Elmets CA, Leonardi CL, Davis DMR, Gelfand JM, Lichten J, Mehta NN, et al. Joint AAD-NPF guidelines of care for the management and treatment of psoriasis with awareness and attention to comorbidities. J Am Acad Dermatol. 2019;80:1073–113.
Menter A, Gelfand JM, Connor C, Armstrong AW, Cordoro KM, Davis DMR, et al. Joint American Academy of Dermatology-National Psoriasis Foundation guidelines of care for the management of psoriasis with systemic nonbiologic therapies. J Am Acad Dermatol. 2020;82:1445–86.
Elmets C, Korman N, Farley Prater E, Wong E, Rupani R, Kivelevitch D. Joint AAD-NPF Guidelines of care for the management and treatment of psoriasis with topical therapy and alternative medicine modalities for psoriasis severity measures. J Am Acad Dermatol. 2021;84:432–70.
National Institute for Health and Care Excellence. Psoriasis: assessment and management. Systemic therapy. 2017. www.nice.org.uk/guidance/cg153/chapt.
Smith CH, Jabbar-Lopez ZK, Yiu ZZ, Bale T, Burden AD, Coates LC, et al. British Association of Dermatologists guidelines for biologic therapy for psoriasis 2017. Br J Dermatol. 2017;177:628–36.
Smith CH, Yiu ZZN, Bale T, Burden AD, Coates LC, Edwards W, et al. British Association of Dermatologists guidelines for biologic therapy for psoriasis 2020: a rapid update. Br J Dermatol. 2020;183:628–37.
Gisondi P, Altomare G, Ayala F, Bardazzi F, Bianchi L, Chiricozzi A, et al. Italian guidelines on the systemic treatments of moderate-to-severe plaque psoriasis. J Eur Acad Dermatol Venereol. 2017;31:774–90.
Amatore F, Villani AP, Tauber M, Viguier M, Guillot B. French guidelines on the use of systemic treatments for moderate-to-severe psoriasis in adults. J Eur Acad Dermatol Venereol. 2019;33:464–83.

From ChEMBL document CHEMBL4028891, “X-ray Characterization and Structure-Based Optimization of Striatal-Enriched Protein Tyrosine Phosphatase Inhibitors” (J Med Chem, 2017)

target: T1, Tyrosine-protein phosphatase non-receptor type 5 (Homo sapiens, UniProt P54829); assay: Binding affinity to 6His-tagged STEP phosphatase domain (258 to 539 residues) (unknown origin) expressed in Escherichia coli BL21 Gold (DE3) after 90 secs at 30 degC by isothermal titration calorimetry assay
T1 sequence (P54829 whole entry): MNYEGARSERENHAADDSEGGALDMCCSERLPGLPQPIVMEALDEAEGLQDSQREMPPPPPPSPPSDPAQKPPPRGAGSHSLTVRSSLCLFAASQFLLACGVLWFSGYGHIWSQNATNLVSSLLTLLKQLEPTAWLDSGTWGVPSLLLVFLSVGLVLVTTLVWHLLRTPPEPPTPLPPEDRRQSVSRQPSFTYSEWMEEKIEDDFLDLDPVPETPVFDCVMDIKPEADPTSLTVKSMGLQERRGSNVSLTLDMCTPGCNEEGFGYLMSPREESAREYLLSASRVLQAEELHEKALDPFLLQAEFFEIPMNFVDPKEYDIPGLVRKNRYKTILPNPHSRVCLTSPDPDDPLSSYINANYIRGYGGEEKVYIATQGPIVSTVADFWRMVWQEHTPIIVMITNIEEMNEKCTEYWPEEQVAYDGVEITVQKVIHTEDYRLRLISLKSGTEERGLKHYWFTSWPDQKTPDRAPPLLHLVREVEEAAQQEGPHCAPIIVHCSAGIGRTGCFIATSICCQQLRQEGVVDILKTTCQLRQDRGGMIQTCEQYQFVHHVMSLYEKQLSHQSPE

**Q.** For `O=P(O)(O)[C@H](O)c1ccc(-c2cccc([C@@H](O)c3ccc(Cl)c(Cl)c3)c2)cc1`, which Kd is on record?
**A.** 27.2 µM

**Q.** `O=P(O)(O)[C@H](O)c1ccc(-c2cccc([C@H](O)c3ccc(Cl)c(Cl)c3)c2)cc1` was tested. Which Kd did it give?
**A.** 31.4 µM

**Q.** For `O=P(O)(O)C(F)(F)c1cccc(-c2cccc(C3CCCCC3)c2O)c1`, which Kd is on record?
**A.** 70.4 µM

Sackett DL, Rosenberg WMC, Gray JAM, Haynes RB, Richardson WS. Evidence based medicine: what it is and what it isn’t. It’s about integrating individual clinical expertise and the best external evidence. Br Med J. 1996;312:71–2.
Haynes B, Sackett D, Guyatt G, Tugwell P. Clinical epidemiology: how to do clinical practice research. 3rd ed. Philadelphia: Lippincott Williams & Wilkins; 2006.
Akl EA, Meerpohl JJ, Elliott J, Kahale LA, Schünemann HJ, Agoritsas T, et al. Living systematic reviews: 4. Living guideline recommendations. J Clin Epidemiol. 2017;91:47–53.
Brouwers MC, Kho ME, Browman GP, Burgers JS, Cluzeau F, Feder G, et al. AGREE II: advancing guideline development, reporting and evaluation in health care. CMAJ. 2010;182:839–42.
Expert O’Hagan A, Elicitation Knowledge. Subjective but Scientific. Am Stat. 2019;73:69–81.
Morgan MG. Use (and abuse) of expert elicitation in support of decision making for public policy. Proc Natl Acad Sci USA. 2014;111:7176–84.
Hemming V, Burgman MA, Hanea AM, McBride MF, Wintle BC. A practical guide to structured expert elicitation using the IDEA protocol. Methods Ecol Evol. 2018;9:169–80.